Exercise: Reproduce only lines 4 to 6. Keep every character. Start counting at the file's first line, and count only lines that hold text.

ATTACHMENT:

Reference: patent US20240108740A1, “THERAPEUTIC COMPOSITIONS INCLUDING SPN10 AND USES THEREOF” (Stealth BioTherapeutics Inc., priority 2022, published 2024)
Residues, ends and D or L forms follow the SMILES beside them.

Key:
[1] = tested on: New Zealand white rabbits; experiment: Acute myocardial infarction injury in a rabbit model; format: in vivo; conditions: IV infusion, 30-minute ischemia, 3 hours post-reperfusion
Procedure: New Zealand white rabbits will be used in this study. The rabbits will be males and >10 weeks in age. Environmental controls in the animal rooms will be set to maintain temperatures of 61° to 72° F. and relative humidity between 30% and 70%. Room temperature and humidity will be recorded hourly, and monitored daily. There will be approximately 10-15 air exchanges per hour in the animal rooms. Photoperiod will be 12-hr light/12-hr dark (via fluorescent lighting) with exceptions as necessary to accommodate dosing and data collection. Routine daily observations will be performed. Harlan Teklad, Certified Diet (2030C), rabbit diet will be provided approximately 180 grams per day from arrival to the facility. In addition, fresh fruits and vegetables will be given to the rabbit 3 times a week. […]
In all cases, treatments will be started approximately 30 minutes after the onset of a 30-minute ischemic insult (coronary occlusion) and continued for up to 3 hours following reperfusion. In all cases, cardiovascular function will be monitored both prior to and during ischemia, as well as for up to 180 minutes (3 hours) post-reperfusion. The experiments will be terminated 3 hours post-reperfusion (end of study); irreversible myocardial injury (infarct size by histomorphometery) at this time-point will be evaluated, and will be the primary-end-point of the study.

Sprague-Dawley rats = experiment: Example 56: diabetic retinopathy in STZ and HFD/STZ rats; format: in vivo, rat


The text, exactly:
[1] = tested on: New Zealand white rabbits; experiment: Acute myocardial infarction injury in a rabbit model; format: in vivo; conditions: IV infusion, 30-minute ischemia, 3 hours post-reperfusion
Procedure: New Zealand white rabbits will be used in this study. The rabbits will be males and >10 weeks in age. Environmental controls in the animal rooms will be set to maintain temperatures of 61° to 72° F. and relative humidity between 30% and 70%. Room temperature and humidity will be recorded hourly, and monitored daily. There will be approximately 10-15 air exchanges per hour in the animal rooms. Photoperiod will be 12-hr light/12-hr dark (via fluorescent lighting) with exceptions as necessary to accommodate dosing and data collection. Routine daily observations will be performed. Harlan Teklad, Certified Diet (2030C), rabbit diet will be provided approximately 180 grams per day from arrival to the facility. In addition, fresh fruits and vegetables will be given to the rabbit 3 times a week. […]
In all cases, treatments will be started approximately 30 minutes after the onset of a 30-minute ischemic insult (coronary occlusion) and continued for up to 3 hours following reperfusion. In all cases, cardiovascular function will be monitored both prior to and during ischemia, as well as for up to 180 minutes (3 hours) post-reperfusion. The experiments will be terminated 3 hours post-reperfusion (end of study); irreversible myocardial injury (infarct size by histomorphometery) at this time-point will be evaluated, and will be the primary-end-point of the study.